“I’ve never played with Jay, I’ve never been in a meeting.  From things I hear from other people, they say he does the right things, says the right things in the meetings, this and that, so I don’t know anything about him.  I’m just perplexed like everybody else around, with the weapons that they have, why they’re not scoring 40 points a game is beyond me.  It’s not like the o-line’s bad.  I’d loved to play in this offense.”

Podcast: Dylan Cease raves about the White Sox farm system

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AP

Podcast: Dylan Cease raves about the White Sox farm system

Coming to you from Washington DC, we speak with Dylan Cease who competed in the MLB Futures Game along with his Birmingham Barons teammate Luis Basabe. 

Cease talks about the White Sox loaded farm system, what players have impressed him the most, where he gets his composure on the mound and more. 

Check out the entire podcast here:

Fernando Tatis Jr. is the prospect who got away: White Sox fans, read this at your own risk

Fernando Tatis Jr. is the prospect who got away: White Sox fans, read this at your own risk

WASHINGTON, D.C. — Fernando Tatis, Jr. is one of the brightest future stars in the game. MLB Pipeline ranks him as the No. 3 prospect in all of baseball, one spot behind Eloy Jimenez.

He’s a five-tool shortstop slashing .289/.359/.509 at Double-A San Antonio with 15 home runs, 42 RBIs and 15 stolen bases in 85 games. He’s bilingual, charismatic, the kind of guy who could be a face of a franchise.

And two years ago, he was property of the White Sox.

That was until they traded Tatis, who was only 17 at the time, to the Padres for James Shields. Tatis had yet to play a single game in the White Sox farm system, so it was tough to predict his future. However, speaking with Tatis before he competed in the MLB Futures Game on Sunday, the trade was definitely a shock to him.

“I was surprised. It was weird. For a kid that young to get traded, I had never heard of it. When they told me that, I couldn’t believe it. I was like, ‘What’s going on?’” Tatis said in an interview with NBC Sports Chicago.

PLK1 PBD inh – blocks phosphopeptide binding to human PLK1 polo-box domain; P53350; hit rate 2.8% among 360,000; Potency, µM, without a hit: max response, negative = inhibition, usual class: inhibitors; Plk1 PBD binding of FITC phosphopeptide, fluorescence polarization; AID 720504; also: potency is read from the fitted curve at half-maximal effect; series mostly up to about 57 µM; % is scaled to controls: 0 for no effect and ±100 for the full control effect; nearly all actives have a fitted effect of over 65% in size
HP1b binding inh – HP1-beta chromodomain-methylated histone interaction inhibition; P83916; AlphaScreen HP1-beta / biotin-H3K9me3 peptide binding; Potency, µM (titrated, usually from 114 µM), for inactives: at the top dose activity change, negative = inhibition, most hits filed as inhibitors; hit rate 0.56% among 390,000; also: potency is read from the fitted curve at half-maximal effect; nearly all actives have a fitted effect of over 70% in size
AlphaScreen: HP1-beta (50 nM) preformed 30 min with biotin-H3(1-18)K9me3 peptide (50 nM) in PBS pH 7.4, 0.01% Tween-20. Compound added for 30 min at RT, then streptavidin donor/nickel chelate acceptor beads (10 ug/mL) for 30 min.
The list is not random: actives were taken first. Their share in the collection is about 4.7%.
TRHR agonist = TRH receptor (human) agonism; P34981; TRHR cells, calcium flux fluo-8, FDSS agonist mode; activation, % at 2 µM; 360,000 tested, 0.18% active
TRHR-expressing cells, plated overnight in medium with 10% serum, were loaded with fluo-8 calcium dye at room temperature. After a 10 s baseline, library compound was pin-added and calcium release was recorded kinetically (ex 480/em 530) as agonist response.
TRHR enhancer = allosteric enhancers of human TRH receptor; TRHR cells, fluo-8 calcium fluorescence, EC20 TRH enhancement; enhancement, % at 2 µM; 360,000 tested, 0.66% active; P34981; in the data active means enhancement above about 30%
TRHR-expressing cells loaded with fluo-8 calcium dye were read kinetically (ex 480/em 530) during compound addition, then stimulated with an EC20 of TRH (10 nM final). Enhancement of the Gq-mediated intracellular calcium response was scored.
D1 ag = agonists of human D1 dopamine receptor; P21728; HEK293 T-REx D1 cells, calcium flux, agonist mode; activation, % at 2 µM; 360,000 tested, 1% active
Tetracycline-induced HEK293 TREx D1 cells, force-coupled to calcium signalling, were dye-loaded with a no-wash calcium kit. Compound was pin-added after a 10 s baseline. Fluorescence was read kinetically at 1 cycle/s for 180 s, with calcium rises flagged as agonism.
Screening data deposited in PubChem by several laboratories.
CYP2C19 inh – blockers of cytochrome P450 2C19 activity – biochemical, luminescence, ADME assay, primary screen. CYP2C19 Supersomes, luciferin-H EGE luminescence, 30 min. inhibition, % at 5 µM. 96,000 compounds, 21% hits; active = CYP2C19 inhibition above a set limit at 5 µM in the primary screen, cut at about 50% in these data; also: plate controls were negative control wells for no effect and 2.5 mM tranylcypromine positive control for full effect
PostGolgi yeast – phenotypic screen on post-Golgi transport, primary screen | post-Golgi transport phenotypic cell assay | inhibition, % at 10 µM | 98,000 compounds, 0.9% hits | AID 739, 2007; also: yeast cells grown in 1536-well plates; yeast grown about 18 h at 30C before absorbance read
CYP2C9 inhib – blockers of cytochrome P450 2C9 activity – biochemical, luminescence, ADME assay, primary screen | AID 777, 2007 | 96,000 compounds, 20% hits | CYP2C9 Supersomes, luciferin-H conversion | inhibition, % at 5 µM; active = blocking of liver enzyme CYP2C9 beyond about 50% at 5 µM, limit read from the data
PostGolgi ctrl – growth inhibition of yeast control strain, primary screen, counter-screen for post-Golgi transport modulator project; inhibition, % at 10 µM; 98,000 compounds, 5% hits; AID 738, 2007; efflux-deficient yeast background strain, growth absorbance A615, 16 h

No front office is going to bat 1.000, and when it comes to Tatis, this is a trade the White Sox would love to have back.

But first, more perspective.

In June of 2016, six months before the White Sox started their rebuild, they were 29-26, a game and a half out of first place. With Chris Sale, Jose Quintana and a healthy Carlos Rodon anchoring their rotation, they felt that with the addition of Shields, they could compete for the division.

Unfortunately, perception didn’t meet reality. Shields struggled on the mound with the White Sox in 2016 and 2017. His numbers have improved considerably, and he could return the White Sox another prospect if he’s dealt before the trade deadline. However, it’s unlikely they’ll receive a player with the potential that Tatis has right now.

“(The trade) was about getting a good starter so they could get to the playoffs. I understood. I know this game is a business,” Tatis said.

Before the trade occurred, Tatis looked into his future and saw a day when he’d be the White Sox starting shortstop.

“Yeah, that was my goal when (White Sox director of international scouting) Marco Paddy signed me,” Tatis said. “We talked about it when I started and that was the goal.”

His goal now is to make it to the major leagues with the Padres.

“I’m pretty close. I want to keep working. When they decide to call me up, I’ll be ready.”

As for his former team, he’s impressed with the talent the White Sox have assembled.

“They’re building something special. They have really good prospects. I wish the best for them.”

You can’t help but wonder what the rebuild would look like if Tatis was along for the ride. He’s the one who got away.